A recent story in the New York Post titled “Everything you know about police shootings is wrong” By Joseph Loughlin and Kate Flora, explains how the trained eye sees things differently than the average citizen. What looks like police brutality to the average citizen, may be lawful and justified in the eyes of the law.
Here is a portion of the article:
Hands up, don’t shoot? Police officers are trained — training that is quickly reinforced by the realities of the job — to be cautious of the subject with hands in the air. What may look like surrender to an untrained observer is frequently a ploy to lure the officer close enough for an attack. Or, when gunshots are exchanged, what looks like surrender may be the involuntary response of a subject who has been shot.
Why not just wound? In the world of policing, officers shoot not to kill and not to wound but to stop the threat. That threat is rarely stopped by a single bullet. Rarely, except in the world of fiction, does a single bullet knock someone down. Tamerlan Tsarnaev, one of the Boston Marathon bombers, had been shot nine times, several of those wounds fatal, and he continued to toss bombs and shoot at the Watertown police. A person who has been knocked down remains a threat. Those who would have the officer “just shoot him in the knee” miss an important fact. Even assuming the officer can successfully hit that small, moving target, the subject still has both hands free to continue shooting.
As for shooting that weapon out of a subject’s hands? Many shooting events are sudden, surprising and evolve in seconds. In those seconds, while the subject has a weapon out and is shooting, the responding officer has to form the intention to respond, draw the weapon, ascertain that there are no innocents in the line of fire and then return fire — often while being fired upon. Those subjects are often fueled by drugs, rage, adrenaline and mental illness. Individuals do not stand there and present themselves like a silhouette. A twisting, turning, violent human being makes it impossible to just shoot someone in the leg or arm.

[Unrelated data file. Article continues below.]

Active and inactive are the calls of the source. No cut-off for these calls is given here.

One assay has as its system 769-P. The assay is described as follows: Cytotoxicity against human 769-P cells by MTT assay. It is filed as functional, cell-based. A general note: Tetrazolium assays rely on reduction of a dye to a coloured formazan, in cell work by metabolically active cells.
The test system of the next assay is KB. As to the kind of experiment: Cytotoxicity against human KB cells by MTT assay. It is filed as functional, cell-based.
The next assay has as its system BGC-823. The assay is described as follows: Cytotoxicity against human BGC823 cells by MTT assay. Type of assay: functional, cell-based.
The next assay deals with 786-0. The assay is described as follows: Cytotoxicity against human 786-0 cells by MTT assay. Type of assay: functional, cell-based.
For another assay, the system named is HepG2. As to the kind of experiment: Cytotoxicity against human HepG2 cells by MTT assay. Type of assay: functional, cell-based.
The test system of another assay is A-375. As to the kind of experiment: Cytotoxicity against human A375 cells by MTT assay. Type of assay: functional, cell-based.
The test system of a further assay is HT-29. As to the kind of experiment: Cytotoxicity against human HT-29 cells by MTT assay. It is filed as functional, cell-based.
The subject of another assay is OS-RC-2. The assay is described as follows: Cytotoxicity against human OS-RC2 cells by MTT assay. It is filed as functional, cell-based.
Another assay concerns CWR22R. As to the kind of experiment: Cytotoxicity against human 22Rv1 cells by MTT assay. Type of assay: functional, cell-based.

As for the assertion that an unarmed person isn’t dangerous? ‘Unarmed’ doesn’t have the same meaning to a police officer. Nearly 40,000 police officers were assaulted in 2015 with hands, fists or feet. More than 3,000 people are killed every year by unarmed assailants. Eleven percent of all officers murdered in the line of duty from 2013 to 2015 were killed by unarmed persons. And far too often overlooked? In every encounter with a police officer, unarmed simply doesn’t apply — the officer’s gun is always available.
Let’s bring the facts into clear focus to create better understandings nationwide about the police and the realities they face, often in impossible situations. Before jumping to conclusions about a deadly force incident, consider the police officers’ reality and their perspective.
Unfortunately, we live in a time where a cop is always portrayed as the criminal and the criminal is the victim. An upside down society goes on.
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